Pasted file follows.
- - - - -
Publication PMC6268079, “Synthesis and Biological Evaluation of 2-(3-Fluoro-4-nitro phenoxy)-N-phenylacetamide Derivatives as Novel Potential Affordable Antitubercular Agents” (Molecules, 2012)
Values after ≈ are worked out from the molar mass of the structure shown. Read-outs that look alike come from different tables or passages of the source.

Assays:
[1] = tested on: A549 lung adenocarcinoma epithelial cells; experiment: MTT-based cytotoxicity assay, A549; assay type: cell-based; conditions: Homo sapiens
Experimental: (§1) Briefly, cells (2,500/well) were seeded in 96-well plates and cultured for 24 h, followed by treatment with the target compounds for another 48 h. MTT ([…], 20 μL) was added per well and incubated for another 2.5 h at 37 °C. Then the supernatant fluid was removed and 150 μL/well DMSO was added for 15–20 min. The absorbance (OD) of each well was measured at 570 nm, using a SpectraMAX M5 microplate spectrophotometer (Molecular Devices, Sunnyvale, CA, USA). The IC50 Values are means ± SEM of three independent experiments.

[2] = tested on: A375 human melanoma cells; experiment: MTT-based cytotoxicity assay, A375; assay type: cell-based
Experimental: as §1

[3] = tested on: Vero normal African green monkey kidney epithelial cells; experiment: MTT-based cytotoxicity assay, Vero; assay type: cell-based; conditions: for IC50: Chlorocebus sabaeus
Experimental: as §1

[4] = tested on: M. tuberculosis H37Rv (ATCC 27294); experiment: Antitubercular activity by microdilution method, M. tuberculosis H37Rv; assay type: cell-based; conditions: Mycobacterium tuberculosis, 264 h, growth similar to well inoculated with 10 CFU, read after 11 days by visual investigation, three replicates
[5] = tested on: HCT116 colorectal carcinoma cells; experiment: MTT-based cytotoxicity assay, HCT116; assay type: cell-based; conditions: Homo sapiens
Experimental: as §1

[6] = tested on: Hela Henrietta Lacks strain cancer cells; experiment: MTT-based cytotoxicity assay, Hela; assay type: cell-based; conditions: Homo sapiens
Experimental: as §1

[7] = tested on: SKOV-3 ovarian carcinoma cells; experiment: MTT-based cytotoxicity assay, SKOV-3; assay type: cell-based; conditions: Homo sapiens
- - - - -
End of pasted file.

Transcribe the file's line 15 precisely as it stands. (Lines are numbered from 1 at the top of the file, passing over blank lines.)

[7] = tested on: SKOV-3 ovarian carcinoma cells; experiment: MTT-based cytotoxicity assay, SKOV-3; assay type: cell-based; conditions: Homo sapiens